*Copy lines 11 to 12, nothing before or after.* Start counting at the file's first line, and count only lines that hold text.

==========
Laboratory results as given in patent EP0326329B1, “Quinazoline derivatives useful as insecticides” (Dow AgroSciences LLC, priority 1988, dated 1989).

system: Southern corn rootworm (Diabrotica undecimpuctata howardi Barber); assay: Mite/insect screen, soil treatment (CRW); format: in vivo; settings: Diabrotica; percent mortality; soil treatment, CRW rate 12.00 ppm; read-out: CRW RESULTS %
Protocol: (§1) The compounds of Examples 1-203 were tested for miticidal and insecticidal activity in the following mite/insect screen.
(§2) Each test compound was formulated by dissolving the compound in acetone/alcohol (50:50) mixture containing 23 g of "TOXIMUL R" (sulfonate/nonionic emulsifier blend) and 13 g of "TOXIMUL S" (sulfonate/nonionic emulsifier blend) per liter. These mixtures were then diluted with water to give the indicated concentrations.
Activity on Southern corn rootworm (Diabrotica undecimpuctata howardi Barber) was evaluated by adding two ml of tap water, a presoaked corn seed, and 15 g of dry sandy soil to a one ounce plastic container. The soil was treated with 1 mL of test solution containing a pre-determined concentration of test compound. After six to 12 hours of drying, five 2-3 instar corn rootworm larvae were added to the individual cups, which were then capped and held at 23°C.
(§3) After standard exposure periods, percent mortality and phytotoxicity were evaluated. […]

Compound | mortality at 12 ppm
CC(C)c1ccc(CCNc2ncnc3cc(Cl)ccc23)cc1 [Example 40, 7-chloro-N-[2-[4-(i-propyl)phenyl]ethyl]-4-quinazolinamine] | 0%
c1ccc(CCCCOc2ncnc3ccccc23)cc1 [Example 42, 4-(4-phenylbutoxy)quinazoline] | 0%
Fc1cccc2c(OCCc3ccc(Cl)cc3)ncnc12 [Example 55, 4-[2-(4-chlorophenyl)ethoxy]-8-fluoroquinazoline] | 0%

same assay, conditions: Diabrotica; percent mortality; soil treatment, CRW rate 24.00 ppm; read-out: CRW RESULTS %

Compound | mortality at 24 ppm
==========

same assay, conditions: Diabrotica; percent mortality; soil treatment, CRW rate 24.00 ppm; read-out: CRW RESULTS %

Compound | mortality at 24 ppm